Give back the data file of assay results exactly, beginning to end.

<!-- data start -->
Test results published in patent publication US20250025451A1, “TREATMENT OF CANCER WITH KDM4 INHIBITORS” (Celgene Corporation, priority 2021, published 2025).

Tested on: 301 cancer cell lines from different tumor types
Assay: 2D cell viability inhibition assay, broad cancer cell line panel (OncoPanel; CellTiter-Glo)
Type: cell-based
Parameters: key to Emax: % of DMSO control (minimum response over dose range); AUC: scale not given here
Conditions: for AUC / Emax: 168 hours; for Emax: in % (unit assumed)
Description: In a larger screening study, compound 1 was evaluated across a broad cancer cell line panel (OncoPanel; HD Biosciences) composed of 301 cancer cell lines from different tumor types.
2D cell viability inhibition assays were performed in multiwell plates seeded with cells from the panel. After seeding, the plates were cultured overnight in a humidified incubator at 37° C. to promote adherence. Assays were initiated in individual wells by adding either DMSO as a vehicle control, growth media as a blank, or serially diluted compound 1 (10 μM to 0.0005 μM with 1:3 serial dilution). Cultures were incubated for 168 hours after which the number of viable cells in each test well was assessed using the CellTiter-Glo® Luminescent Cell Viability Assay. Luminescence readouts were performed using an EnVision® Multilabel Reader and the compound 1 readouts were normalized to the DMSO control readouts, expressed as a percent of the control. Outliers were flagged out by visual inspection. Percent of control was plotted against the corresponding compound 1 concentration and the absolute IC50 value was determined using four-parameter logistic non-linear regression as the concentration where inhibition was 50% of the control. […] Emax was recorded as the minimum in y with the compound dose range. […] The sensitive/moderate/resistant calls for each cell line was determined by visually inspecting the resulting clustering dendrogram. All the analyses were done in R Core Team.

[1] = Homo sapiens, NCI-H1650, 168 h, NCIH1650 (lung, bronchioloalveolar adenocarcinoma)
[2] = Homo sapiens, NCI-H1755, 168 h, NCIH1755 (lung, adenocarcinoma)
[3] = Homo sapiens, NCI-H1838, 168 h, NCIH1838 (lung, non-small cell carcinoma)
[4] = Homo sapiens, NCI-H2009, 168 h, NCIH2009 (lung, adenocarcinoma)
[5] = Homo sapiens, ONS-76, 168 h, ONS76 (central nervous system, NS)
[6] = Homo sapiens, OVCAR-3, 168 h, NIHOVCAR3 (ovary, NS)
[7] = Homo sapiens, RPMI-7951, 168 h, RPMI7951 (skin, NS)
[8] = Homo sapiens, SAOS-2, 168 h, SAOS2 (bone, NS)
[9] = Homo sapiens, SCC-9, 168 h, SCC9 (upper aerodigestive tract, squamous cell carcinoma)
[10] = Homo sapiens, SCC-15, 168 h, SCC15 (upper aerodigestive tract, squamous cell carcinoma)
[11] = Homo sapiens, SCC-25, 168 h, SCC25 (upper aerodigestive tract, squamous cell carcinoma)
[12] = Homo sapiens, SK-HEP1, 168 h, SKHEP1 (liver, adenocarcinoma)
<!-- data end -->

Test results published in patent publication US20250025451A1, “TREATMENT OF CANCER WITH KDM4 INHIBITORS” (Celgene Corporation, priority 2021, published 2025).

Tested on: 301 cancer cell lines from different tumor types
Assay: 2D cell viability inhibition assay, broad cancer cell line panel (OncoPanel; CellTiter-Glo)
Type: cell-based
Parameters: key to Emax: % of DMSO control (minimum response over dose range); AUC: scale not given here
Conditions: for AUC / Emax: 168 hours; for Emax: in % (unit assumed)
Description: In a larger screening study, compound 1 was evaluated across a broad cancer cell line panel (OncoPanel; HD Biosciences) composed of 301 cancer cell lines from different tumor types.
2D cell viability inhibition assays were performed in multiwell plates seeded with cells from the panel. After seeding, the plates were cultured overnight in a humidified incubator at 37° C. to promote adherence. Assays were initiated in individual wells by adding either DMSO as a vehicle control, growth media as a blank, or serially diluted compound 1 (10 μM to 0.0005 μM with 1:3 serial dilution). Cultures were incubated for 168 hours after which the number of viable cells in each test well was assessed using the CellTiter-Glo® Luminescent Cell Viability Assay. Luminescence readouts were performed using an EnVision® Multilabel Reader and the compound 1 readouts were normalized to the DMSO control readouts, expressed as a percent of the control. Outliers were flagged out by visual inspection. Percent of control was plotted against the corresponding compound 1 concentration and the absolute IC50 value was determined using four-parameter logistic non-linear regression as the concentration where inhibition was 50% of the control. […] Emax was recorded as the minimum in y with the compound dose range. […] The sensitive/moderate/resistant calls for each cell line was determined by visually inspecting the resulting clustering dendrogram. All the analyses were done in R Core Team.

[1] = Homo sapiens, NCI-H1650, 168 h, NCIH1650 (lung, bronchioloalveolar adenocarcinoma)
[2] = Homo sapiens, NCI-H1755, 168 h, NCIH1755 (lung, adenocarcinoma)
[3] = Homo sapiens, NCI-H1838, 168 h, NCIH1838 (lung, non-small cell carcinoma)
[4] = Homo sapiens, NCI-H2009, 168 h, NCIH2009 (lung, adenocarcinoma)
[5] = Homo sapiens, ONS-76, 168 h, ONS76 (central nervous system, NS)
[6] = Homo sapiens, OVCAR-3, 168 h, NIHOVCAR3 (ovary, NS)
[7] = Homo sapiens, RPMI-7951, 168 h, RPMI7951 (skin, NS)
[8] = Homo sapiens, SAOS-2, 168 h, SAOS2 (bone, NS)
[9] = Homo sapiens, SCC-9, 168 h, SCC9 (upper aerodigestive tract, squamous cell carcinoma)
[10] = Homo sapiens, SCC-15, 168 h, SCC15 (upper aerodigestive tract, squamous cell carcinoma)
[11] = Homo sapiens, SCC-25, 168 h, SCC25 (upper aerodigestive tract, squamous cell carcinoma)
[12] = Homo sapiens, SK-HEP1, 168 h, SKHEP1 (liver, adenocarcinoma)